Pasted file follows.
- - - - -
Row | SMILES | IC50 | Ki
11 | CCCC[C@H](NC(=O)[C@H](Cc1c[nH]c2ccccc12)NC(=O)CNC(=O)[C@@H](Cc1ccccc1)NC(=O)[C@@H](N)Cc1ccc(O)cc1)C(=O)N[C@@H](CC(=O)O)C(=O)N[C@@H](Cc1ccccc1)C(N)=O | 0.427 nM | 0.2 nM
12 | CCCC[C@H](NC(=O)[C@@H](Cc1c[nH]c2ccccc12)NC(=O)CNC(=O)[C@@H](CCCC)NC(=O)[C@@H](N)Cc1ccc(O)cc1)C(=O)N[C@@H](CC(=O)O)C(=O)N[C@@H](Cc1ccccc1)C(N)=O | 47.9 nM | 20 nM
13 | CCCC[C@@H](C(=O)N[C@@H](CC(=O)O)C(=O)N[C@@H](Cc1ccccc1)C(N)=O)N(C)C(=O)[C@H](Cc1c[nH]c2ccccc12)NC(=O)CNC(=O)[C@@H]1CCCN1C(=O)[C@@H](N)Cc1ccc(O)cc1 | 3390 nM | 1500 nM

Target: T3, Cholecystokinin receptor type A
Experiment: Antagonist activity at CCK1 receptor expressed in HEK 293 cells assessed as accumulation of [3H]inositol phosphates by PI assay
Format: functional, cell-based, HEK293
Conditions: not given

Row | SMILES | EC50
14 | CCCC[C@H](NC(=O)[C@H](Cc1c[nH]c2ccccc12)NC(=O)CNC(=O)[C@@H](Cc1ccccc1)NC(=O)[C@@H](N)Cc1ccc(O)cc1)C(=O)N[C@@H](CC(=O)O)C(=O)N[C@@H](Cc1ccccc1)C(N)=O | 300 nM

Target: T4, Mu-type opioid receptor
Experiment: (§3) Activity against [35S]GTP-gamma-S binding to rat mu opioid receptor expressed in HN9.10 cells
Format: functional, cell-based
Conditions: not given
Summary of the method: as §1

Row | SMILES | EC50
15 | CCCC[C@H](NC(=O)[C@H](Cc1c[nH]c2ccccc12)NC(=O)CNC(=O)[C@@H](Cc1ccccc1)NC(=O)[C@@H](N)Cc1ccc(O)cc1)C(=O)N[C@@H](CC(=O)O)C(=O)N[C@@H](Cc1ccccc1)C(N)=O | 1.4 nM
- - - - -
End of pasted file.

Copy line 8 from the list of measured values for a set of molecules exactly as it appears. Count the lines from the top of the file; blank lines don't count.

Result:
Conditions: not given